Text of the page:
It’s taken me a lot longer to get my books ‘out there’ for a variety of reasons. I realised there were technical issues I needed to address with my writing and when I was poised to plunge back into submitting my work, again I was engulfed in some fairly gnarly family stuff that took chunks of my time and energy. I’ve often been frustrated at these delays. But during all that time, I’ve been writing reviews about mostly science fiction, fantasy and crime with occasional forays into other genres as the mood has taken me. I only write about books I’ve enjoyed as I don’t bother to finish those I don’t.

Meantime, I’ve met and befriended a number of people online and had the huge pleasure of meeting some of them at cons. Back in 2009 if anyone had told me that some six years later, I would still be blogging without a book to my name I’d have been horrified. But now, when I reflect on all the people I’ve met through blogging and reading other people’s blogs, I’m glad it’s worked out this way. Many, many thanks for taking the time to read my reviews – and those of you who regularly visit and comment, your companionship during the long solitary hours spent at the computer is much appreciated. Here’s to the next 750 posts…

High Fives…

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Today I’m not blogging about my latest enjoyable read, for a change. I’m blogging about blogging, because this is my 555th post. And if your jaw isn’t dropping – mine surely is.

post-milestone-500-1xI haven’t written all those blogs, as I also reblog articles and reviews that I’ve really enjoyed and think my readers might also like. But even so, this year I have already written nearly 80,000 words on articles and book reviews. Come to think of it – mostly book reviews. I started up Brainfluff back in 2010 when someone suggested as a writer, it would be a good idea to establish a blog – so what to write about? It probably won’t come as a shock if I reveal that I don’t lead the most exciting life. Which is just fine by me… I had far too an eventful childhood, teenage years and twenties. Routine and a steady existence where I know what will be happening next week and the week after that gives me security and the freedom to let my imagination roam wherever it wants.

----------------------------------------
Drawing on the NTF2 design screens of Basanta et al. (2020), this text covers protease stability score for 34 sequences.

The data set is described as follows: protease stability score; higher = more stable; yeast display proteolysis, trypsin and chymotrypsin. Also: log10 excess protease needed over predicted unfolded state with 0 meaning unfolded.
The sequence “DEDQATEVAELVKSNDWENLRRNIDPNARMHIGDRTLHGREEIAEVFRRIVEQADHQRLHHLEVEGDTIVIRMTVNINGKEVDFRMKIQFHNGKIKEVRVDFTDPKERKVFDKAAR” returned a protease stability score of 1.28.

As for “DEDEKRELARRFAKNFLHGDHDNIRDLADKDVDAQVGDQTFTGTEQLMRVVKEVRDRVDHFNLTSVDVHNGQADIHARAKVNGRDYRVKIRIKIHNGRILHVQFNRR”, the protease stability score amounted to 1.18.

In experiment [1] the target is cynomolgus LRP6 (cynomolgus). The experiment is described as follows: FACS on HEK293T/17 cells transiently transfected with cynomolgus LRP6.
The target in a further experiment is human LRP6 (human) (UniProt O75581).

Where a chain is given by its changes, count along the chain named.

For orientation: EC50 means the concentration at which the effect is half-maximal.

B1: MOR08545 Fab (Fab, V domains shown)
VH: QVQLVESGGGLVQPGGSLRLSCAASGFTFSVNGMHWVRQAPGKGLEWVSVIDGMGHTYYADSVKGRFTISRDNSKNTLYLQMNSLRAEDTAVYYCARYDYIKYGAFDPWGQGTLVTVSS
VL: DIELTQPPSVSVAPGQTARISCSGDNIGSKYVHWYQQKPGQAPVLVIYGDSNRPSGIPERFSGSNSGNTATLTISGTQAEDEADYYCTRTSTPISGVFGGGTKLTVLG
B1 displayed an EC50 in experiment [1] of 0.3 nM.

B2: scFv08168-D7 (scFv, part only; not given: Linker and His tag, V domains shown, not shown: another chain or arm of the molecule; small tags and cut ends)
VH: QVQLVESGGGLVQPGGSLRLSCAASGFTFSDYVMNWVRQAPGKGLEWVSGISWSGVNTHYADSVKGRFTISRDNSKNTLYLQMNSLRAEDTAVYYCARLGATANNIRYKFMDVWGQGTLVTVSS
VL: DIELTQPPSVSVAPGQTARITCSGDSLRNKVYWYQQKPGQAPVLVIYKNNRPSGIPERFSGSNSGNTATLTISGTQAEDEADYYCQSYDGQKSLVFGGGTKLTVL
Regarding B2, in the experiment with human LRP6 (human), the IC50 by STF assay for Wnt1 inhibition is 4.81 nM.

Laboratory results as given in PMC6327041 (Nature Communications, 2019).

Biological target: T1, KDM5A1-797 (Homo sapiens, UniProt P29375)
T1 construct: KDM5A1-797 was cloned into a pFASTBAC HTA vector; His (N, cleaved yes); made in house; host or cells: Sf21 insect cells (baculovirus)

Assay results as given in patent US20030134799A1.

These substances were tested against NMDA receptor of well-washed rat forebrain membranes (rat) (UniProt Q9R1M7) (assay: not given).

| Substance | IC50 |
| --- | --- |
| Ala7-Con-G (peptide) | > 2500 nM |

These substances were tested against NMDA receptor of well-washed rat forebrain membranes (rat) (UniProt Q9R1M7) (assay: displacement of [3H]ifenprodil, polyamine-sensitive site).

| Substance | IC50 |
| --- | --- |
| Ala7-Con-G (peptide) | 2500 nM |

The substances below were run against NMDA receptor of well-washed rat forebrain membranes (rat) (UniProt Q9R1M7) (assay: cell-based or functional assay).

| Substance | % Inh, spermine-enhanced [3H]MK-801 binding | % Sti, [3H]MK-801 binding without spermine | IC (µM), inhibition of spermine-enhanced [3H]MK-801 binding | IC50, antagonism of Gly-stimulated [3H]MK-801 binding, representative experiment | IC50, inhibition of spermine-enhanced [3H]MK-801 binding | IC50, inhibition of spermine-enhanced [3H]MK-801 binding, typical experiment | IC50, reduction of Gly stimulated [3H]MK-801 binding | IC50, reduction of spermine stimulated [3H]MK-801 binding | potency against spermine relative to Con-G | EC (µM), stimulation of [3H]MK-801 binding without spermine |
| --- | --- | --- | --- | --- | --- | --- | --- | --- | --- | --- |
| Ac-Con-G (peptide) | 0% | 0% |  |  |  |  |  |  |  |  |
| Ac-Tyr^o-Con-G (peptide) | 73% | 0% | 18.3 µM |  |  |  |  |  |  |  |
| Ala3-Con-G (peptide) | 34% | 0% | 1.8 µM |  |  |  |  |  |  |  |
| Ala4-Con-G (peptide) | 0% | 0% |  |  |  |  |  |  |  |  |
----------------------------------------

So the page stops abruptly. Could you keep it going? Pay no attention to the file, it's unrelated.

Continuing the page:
However, it does mean that my life isn’t crammed with noteworthy incident. Not that it’s boring – I spend a chunk of time looking after grandchildren and I also teach Creative Writing at Northbrook College, both of which are fulfilling and enjoyable. But my students and family are entitled to expect their conversations and interactions with me kept private. And while I read a number of historyoftheworldexcellent, well written blogs by the likes of Vivienne Tufnell and Mhairi Simpson about their personal reactions to the world around them – I simply don’t have the knack of writing about myself in such a generous, open manner.

However when not writing, I read. So far this year I’ve read 119 books and started another 20 I didn’t finish. And when I close a book for the final time, I often feel buzzed and a little sad my time in that world has come to an end. These days, that means writing about my feelings and reactions to it and posting it on my blog. While I don’t have a problem with negative reviews – provided they don’t descend into a personal rant they can be very useful to the reader – I find it far more enjoyable and easier to write about a book when it fills me with enthusiasm. In fact, it’s become something of an addiction – I really enjoy sharing those books that have affected me.

And my most-read article? I’m still scratching my head as to why it’s so popular – particularly as it is one of my early publications back in the days when one man and his dog tended to stray onto my site looking for something else. Brainfluff’s most-read blog is my review of Julian Barnes’ The History of the World in 10½ Chapters – which has notched up 2,128 views to date. And unlike most of my early reviews, many of which have NEVER been read – the visitor rate to it just goes on growing.

Thank you to those of you who take the time to read my reviews, follow my blog and comment on the content. From starting it to get myself ‘out there’, I’ve come to really value the process of sharing my love of books, occasional films and live shows with other like-minded people. While the community of bloggers I’ve met online include many talented writers who are a joy to read. To all of you – high fives!